ARRIVE Essential - Sample size
DISCLAIMER: Information on this and related pages is based on or copied directly from the ARRIVE guidelines 2019 (please see the original guidelines for more information, references and examples that are not included on these pages):
ARRIVE Essential 10 - Item 2 - Sample size
2a. Specify the exact number of experimental units allocated to each group, and the total number in each experiment. Also indicate the total number of animals used.
Sample size relates to the number of experimental units in each group at the start of the study, and is usually represented by N (See item 1 - Study design for further guidance on identifying and reporting experimental units). This information is crucial to assess the validity of the statistical model and the robustness of the experimental results.
Report the exact value of N per group and the total number in each experiment. If the experimental unit is not the animal, also report the total number of animals to help readers understand the study design. For example, in a study investigating diet using cages of animals housed in pairs, the number of animals is double the number of experimental units. Reporting the total number of animals is also useful to identify if any were re-used between experiments.
b. Explain how the sample size was decided. Provide details of any a priori sample size calculation, if done. For any type of experiment, it is crucial to explain how the sample size was determined. For hypothesis-testing experiments, where inferential statistics are used to estimate the size of the effect and to determine the weight of evidence against the null hypothesis, the sample size needs to be justified to ensure experiments are of an optimal size to test the research question.
Power is the probability that a test of significance will detect an effect (i.e. a deviation from the null hypothesis), when the effect being investigated genuinely exists (i.e. true positive result). Sample sizes that are too small (i.e. underpowered studies) produce inconclusive results, whereas sample sizes that are too large (i.e. overpowered studies) raise ethical issues over unnecessary use of animals and may produce trivial findings that are statistically significant but not biologically relevant. Low power has three effects: first, within the experiment, real effects are more likely to be missed; second, where an effect is detected, this will often be an over-estimation of the true effect size; and finally, when low power is combined with publication bias, there is an increase in the false positive rate in the published literature. Consequently, low powered studies contribute to the poor internal validity of research and risk wasting animals used in inconclusive research.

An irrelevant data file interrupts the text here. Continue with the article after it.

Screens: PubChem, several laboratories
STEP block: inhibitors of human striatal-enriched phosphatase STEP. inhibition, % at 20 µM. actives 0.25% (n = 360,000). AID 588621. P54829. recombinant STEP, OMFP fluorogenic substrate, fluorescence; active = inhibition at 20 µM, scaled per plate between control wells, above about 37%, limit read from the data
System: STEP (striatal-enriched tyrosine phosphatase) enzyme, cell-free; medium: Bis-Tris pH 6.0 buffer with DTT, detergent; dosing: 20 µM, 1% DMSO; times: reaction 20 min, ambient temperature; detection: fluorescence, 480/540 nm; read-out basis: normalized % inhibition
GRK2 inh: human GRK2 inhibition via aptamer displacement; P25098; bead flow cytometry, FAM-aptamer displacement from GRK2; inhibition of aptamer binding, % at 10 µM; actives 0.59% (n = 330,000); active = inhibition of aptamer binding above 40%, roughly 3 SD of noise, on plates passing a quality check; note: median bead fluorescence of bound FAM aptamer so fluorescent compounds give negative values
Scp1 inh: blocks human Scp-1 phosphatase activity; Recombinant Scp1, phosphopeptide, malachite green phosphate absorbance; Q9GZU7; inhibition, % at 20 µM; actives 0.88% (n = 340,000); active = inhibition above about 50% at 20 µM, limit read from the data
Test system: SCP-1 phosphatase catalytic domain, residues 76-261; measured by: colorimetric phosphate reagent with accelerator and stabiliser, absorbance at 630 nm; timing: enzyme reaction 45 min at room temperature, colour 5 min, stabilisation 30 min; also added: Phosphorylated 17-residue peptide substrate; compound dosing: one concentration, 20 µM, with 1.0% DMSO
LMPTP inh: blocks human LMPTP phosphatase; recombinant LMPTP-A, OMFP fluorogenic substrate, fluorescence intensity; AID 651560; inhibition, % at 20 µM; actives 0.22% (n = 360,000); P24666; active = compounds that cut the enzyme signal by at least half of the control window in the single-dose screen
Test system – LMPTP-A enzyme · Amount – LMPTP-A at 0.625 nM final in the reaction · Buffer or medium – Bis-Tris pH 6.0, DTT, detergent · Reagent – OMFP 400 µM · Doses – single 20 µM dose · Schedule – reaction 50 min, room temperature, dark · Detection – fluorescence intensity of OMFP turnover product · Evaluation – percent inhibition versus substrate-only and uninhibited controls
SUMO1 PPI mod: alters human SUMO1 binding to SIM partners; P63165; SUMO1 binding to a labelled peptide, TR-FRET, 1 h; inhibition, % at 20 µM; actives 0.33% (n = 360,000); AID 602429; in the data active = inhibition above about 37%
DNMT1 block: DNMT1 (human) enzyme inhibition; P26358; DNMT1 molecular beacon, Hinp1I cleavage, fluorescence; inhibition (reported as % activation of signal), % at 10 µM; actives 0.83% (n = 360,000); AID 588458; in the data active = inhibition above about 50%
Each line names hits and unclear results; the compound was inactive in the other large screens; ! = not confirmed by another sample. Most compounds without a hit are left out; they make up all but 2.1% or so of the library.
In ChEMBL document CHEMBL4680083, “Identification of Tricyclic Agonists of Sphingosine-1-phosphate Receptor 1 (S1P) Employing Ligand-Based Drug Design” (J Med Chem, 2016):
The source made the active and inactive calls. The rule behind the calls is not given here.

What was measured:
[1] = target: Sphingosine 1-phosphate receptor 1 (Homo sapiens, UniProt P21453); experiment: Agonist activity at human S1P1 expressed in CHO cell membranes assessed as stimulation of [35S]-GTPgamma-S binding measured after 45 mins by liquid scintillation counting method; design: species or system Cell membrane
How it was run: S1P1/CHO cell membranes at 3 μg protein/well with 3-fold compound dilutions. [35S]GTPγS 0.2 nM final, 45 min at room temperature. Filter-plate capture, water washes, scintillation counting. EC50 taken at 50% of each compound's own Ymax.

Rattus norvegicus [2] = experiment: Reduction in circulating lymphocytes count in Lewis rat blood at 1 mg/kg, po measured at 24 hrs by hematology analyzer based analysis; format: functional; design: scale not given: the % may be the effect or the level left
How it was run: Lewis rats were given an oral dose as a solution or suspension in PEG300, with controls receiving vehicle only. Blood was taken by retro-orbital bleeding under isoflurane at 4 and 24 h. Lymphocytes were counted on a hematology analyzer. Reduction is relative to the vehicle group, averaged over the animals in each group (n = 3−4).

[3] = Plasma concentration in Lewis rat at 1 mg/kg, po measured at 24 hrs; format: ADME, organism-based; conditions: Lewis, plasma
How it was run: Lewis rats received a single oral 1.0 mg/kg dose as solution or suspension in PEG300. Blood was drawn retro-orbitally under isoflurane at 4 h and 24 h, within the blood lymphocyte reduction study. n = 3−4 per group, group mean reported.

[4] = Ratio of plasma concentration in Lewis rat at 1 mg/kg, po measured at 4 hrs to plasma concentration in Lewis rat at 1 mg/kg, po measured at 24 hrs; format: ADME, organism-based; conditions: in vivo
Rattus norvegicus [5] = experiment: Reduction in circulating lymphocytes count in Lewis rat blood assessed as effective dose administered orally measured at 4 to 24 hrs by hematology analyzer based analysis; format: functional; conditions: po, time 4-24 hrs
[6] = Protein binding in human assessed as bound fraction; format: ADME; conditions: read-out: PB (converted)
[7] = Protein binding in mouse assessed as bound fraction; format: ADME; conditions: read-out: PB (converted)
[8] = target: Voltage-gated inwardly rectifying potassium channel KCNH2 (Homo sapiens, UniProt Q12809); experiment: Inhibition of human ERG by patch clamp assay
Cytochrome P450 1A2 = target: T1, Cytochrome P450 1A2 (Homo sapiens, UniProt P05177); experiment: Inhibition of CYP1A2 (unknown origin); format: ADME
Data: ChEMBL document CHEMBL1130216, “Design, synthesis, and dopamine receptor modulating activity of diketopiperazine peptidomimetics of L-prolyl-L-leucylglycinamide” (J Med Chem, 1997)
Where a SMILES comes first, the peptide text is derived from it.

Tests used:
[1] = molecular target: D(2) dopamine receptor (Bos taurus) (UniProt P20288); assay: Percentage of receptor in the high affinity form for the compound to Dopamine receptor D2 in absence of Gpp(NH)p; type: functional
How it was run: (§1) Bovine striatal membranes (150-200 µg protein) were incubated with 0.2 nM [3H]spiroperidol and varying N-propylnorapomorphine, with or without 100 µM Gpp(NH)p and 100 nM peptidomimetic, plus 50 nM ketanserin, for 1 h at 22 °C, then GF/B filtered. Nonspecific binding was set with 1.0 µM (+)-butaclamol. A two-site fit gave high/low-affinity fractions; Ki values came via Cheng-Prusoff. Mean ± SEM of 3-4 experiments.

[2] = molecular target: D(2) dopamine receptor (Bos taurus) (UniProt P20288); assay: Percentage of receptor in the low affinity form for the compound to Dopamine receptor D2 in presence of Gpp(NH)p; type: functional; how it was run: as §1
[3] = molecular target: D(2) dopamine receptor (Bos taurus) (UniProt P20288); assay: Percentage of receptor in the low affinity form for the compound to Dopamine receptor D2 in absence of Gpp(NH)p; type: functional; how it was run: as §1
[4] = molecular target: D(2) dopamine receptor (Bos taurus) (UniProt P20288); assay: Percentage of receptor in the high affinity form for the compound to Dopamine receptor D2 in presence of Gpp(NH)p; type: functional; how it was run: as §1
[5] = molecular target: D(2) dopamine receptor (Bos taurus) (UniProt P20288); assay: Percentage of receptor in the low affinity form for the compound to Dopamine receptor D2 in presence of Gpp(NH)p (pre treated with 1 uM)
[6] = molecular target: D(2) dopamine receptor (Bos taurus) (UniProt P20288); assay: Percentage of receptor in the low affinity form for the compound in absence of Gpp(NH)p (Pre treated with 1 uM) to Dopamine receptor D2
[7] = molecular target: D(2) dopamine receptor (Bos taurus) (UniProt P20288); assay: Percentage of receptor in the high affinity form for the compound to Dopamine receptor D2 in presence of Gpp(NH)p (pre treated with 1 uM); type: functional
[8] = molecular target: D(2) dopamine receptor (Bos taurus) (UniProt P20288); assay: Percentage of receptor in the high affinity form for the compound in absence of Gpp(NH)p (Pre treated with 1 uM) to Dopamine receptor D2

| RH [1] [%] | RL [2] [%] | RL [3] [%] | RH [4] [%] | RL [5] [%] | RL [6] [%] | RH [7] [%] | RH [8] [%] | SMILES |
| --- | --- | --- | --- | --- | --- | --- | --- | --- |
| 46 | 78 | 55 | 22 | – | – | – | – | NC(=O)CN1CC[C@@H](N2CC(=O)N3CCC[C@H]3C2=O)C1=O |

Study design can influence the statistical power of an experiment. Split-plot designs, factorial designs, or group-sequential designs can increase the power of a study for a given number of animals. Statistical programs to help perform a priori sample size calculations exist for a variety of experimental designs and statistical analyses, for example G*power. Choosing the appropriate calculator or algorithm to use depends on the type of outcome measures and independent variables, and the number of groups. Consultation with a statistician is recommended, especially when the experimental design is complex or unusual.
Where the experiment tests the effect of an intervention on the mean of a continuous outcome measure, the sample size can be calculated a priori, based on a mathematical relationship between the desired effect size, variability estimated from prior data, chosen significance level, power and sample size. For an a priori sample size determination, report the analysis method (e.g. two-tailed student’s t- test with a 0.05 significance threshold), the effect size of interest and a justification explaining why this effect size is relevant, the estimate of variability used (e.g. standard deviation) and how it was estimated, and the power selected.
There are several types of studies where a priori sample size calculations are not appropriate. For example, the number of animals needed for antibody or tissue production is determined by the amount required and the production ability of an individual animal. For studies where the outcome is a successful generation of a sample or a condition (e.g. the production of transgenic animals), the number of animals is determined by the probability of success of the experimental procedure.
In early feasibility or pilot studies, the number of animals required depends on the purpose of the study. Where the objective of the preliminary study is to improve procedures and equipment, the number of animals needed is generally small. In such cases power calculations are not appropriate and sample sizes can be estimated based on operational capacity and constraints. Pilot studies alone are unlikely to provide adequate data on variability for a power calculation for future experiments. Systematic reviews and previous studies are more appropriate sources of information on variability.
Regardless of whether a power calculation was used or not, when explaining how the sample size was determined take into consideration any anticipated loss of animals or data, for example due to exclusion criteria established upfront or expected attrition (see item 3 – inclusion and exclusion criteria).
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